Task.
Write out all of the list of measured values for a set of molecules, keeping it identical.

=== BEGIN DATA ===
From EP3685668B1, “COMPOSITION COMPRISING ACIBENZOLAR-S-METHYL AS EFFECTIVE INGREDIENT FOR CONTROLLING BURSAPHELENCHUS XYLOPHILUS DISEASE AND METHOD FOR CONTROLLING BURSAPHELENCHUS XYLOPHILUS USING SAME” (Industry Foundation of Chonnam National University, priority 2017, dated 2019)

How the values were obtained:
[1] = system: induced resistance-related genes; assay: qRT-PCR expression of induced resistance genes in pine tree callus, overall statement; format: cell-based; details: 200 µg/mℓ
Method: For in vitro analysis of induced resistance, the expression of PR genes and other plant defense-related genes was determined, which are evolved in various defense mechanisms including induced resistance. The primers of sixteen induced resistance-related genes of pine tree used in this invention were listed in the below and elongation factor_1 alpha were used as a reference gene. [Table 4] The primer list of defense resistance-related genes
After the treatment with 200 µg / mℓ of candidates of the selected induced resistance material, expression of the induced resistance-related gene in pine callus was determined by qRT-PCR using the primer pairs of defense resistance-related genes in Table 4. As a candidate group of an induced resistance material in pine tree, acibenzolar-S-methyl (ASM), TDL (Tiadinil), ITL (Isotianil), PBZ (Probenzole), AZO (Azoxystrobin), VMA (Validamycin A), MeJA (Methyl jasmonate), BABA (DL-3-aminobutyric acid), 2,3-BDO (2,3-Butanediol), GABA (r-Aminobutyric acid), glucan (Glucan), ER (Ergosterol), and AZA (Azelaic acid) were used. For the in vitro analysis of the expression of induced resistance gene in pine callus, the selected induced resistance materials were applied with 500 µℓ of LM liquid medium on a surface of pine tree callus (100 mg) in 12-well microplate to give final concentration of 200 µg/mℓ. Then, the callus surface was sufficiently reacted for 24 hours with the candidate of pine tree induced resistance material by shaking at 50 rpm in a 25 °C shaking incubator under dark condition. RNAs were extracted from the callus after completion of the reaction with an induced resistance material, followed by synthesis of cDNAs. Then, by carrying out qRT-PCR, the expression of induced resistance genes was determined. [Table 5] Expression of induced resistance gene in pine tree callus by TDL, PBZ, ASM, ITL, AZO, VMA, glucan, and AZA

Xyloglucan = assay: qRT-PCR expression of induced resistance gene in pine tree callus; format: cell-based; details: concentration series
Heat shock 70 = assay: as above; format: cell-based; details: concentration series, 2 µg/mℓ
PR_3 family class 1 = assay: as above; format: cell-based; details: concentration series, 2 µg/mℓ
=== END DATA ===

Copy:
From EP3685668B1, “COMPOSITION COMPRISING ACIBENZOLAR-S-METHYL AS EFFECTIVE INGREDIENT FOR CONTROLLING BURSAPHELENCHUS XYLOPHILUS DISEASE AND METHOD FOR CONTROLLING BURSAPHELENCHUS XYLOPHILUS USING SAME” (Industry Foundation of Chonnam National University, priority 2017, dated 2019)

How the values were obtained:
[1] = system: induced resistance-related genes; assay: qRT-PCR expression of induced resistance genes in pine tree callus, overall statement; format: cell-based; details: 200 µg/mℓ
Method: For in vitro analysis of induced resistance, the expression of PR genes and other plant defense-related genes was determined, which are evolved in various defense mechanisms including induced resistance. The primers of sixteen induced resistance-related genes of pine tree used in this invention were listed in the below and elongation factor_1 alpha were used as a reference gene. [Table 4] The primer list of defense resistance-related genes
After the treatment with 200 µg / mℓ of candidates of the selected induced resistance material, expression of the induced resistance-related gene in pine callus was determined by qRT-PCR using the primer pairs of defense resistance-related genes in Table 4. As a candidate group of an induced resistance material in pine tree, acibenzolar-S-methyl (ASM), TDL (Tiadinil), ITL (Isotianil), PBZ (Probenzole), AZO (Azoxystrobin), VMA (Validamycin A), MeJA (Methyl jasmonate), BABA (DL-3-aminobutyric acid), 2,3-BDO (2,3-Butanediol), GABA (r-Aminobutyric acid), glucan (Glucan), ER (Ergosterol), and AZA (Azelaic acid) were used. For the in vitro analysis of the expression of induced resistance gene in pine callus, the selected induced resistance materials were applied with 500 µℓ of LM liquid medium on a surface of pine tree callus (100 mg) in 12-well microplate to give final concentration of 200 µg/mℓ. Then, the callus surface was sufficiently reacted for 24 hours with the candidate of pine tree induced resistance material by shaking at 50 rpm in a 25 °C shaking incubator under dark condition. RNAs were extracted from the callus after completion of the reaction with an induced resistance material, followed by synthesis of cDNAs. Then, by carrying out qRT-PCR, the expression of induced resistance genes was determined. [Table 5] Expression of induced resistance gene in pine tree callus by TDL, PBZ, ASM, ITL, AZO, VMA, glucan, and AZA

Xyloglucan = assay: qRT-PCR expression of induced resistance gene in pine tree callus; format: cell-based; details: concentration series
Heat shock 70 = assay: as above; format: cell-based; details: concentration series, 2 µg/mℓ
PR_3 family class 1 = assay: as above; format: cell-based; details: concentration series, 2 µg/mℓ